A close-up look at Friday’s design process.
WORDS IN THE WILD IS A BAY-AREA NONPROFIT that uses kids’ interest in science and the outdoors to help them become better readers — an approach that’s especially helpful for those who struggle in the typical classroom setting. When the founder decided to expand her efforts from a small summer camp and after-school program to include teacher trainings and pre-packaged curricula, she asked Friday to create a sophisticated brand that would appeal to her many audiences. Here are some of the critical steps along that journey, for anyone considering partnering with Friday, or for design lovers who just want to peek behind the curtain.
Phase 1: Understand
Friday’s projects always begin with background research and a kick-off call with the client to make sure we all agree on the challenge we’re tackling. In that first meeting, we share our expectations, clarify the items to be delivered by the end of the project, and identify key dates along the timeline. Then we ask questions — lots of questions. Here are a few things we asked Executive Director Alexis Filippini and her team at Words in the Wild:
- Describe Words in the Wild in 2–3 sentences.
- What makes your organization unique?
- Tell us a few stories that illustrate what Words in the Wild is all about.
- Where do you see Words in the Wild going in the next 5 years? 10 years?
- To achieve your organizational goals, who do you need to persuade, and what do they want?
- What does success look like? In 6–12 months, how will you know if we’ve done our job well?
- Who will approve all of the creative work?
- What parts of this process make you nervous?
From that conversation and several follow-up calls, a few items stood out:
- Words in the Wild (WITW) is a teaching approach based in linguistics that shows kids how words can be broken into their component parts — like the connection between sign and signature — rather than traditional approaches that focus on spelling and rhyming words like rat, cat, and hat.
- WITW takes a cerebral activity and turns into a whole-body activity to be experienced in the outdoors, where kids investigate words in the same ways they investigate plants or insects.
- Words in the Wild makes learning fun — but that fun is based in serious research that came out of the founder’s own experience earning a BA in linguistics and a PhD in special education.
The next step in our process helps us explore language and visuals. We ask clients to identify 5–6 key words that express their organization; Words in the Wild chose: Discovery, Curiosity, Playfulness, Revolutionary, Expert, and Connected. Then we presented the team with dozens of existing logos and asked them to pick those that were consistent with their brand personality. That process establishes tangible preferences for colors, type, and illustration style — and the conversation around those choices reveals nearly as much as the selections themselves. WITW’s favorites, below, included natural elements, bold lines, and muted colors; we’d only included one or two logos with human figures, and that absence led the team to suggest children be part of the mark as well.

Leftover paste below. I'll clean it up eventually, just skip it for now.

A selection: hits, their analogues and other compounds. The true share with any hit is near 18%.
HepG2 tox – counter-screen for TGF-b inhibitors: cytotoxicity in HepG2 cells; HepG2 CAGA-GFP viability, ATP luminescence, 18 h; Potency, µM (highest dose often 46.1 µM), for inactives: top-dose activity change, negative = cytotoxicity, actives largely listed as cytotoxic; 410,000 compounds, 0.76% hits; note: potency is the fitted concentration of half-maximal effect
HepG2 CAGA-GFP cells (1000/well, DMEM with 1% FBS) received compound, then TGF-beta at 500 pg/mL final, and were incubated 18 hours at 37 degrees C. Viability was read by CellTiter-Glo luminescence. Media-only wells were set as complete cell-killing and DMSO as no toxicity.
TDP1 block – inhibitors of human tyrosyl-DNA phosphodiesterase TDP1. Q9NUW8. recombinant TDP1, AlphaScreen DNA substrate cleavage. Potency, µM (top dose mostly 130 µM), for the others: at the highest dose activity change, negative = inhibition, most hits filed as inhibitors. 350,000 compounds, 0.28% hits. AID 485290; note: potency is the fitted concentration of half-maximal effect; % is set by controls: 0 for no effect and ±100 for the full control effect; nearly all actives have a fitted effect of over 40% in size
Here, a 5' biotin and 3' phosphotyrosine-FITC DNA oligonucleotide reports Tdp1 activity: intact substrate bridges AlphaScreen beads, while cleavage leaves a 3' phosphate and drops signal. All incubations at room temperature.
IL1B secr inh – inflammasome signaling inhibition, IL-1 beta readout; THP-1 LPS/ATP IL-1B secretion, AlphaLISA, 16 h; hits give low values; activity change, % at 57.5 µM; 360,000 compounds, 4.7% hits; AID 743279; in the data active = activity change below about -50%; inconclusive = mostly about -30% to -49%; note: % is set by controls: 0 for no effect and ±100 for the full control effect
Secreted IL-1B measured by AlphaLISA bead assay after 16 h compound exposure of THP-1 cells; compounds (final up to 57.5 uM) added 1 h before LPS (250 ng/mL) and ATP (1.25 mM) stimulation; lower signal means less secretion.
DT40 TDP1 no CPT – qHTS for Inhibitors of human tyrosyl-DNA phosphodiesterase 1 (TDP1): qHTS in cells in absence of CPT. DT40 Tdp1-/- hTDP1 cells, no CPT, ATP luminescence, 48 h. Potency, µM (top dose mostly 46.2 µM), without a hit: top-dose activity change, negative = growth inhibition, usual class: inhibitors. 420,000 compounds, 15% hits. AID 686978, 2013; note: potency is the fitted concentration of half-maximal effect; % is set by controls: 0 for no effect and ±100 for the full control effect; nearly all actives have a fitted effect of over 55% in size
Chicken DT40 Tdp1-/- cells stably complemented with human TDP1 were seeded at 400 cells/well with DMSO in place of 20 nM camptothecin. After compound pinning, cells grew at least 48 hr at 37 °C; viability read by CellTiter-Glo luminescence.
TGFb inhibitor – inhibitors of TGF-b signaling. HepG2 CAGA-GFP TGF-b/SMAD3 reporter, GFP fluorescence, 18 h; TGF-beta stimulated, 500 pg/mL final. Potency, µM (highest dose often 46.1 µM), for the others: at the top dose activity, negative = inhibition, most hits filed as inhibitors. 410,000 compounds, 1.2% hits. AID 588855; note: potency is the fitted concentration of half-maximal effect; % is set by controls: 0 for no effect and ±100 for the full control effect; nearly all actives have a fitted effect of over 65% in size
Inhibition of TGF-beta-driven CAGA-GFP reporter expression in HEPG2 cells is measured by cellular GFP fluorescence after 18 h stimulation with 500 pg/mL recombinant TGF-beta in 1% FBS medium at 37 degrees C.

The client team told us they wanted a typeface that was clearly legible, so children could easily read the words, and they wanted a logo that didn’t feel too masculine or too feminine, given their students’ gender mix. We also collected logos from “competitive” organizations, below, to be sure the new mark stands apart from other organizations.
Phase 2: Explore
By combining the key words from the client team and the visuals that spoke to them, I worked with our designer, Hillary Celebi, to create a series of “mood boards,” each of which represented a different approach. The idea is never to copy anyone else’s work, but to gather symbols and styles that speak to the emotions we’re trying to convey. Here are two of the mood boards we created, one that represents Adventure and another that represents the theme of Letterpress Printing (which uses wooden blocks to create words, in the same way that trees and nature play a role in WITW’s outdoor activities).
Phase 3: Create
We created six mood boards that inspired six marks (below), which, in retrospect, was too many — we’ve since recognized the need to cull some of the work before the client even sees it. The WITW team reviewed all six logos, and in time, one emerged as the clear front-runner — Explorers, bottom left.
From there, Hillary explored options with one child vs. two (incorporating both a girl and a boy), and played with slight variations on the typeface and the way the words are stacked.
As you can see, we landed on a single figure that’s androgynous rather than representing both genders. From here, the client selected Option C, with the child about to leap over the words, representing the beginning of a challenge — a solution that’s more unexpected than the centered options. The final logo represents Discovery, Curiosity and Playfulness, three of our six key words, leaving the copywriting to convey Revolutionary, Expert and Connectedness. That just left the color palette which includes hues found in nature, for obvious reasons.
Phase 4: Launch
From the website header, which shows kids in “hands-on” mode, to the back of the business card, which illustrates exactly how children break words into their component parts, the new brand captures the essence of the Words in the Wild approach, and we’re excited to see where they take it.
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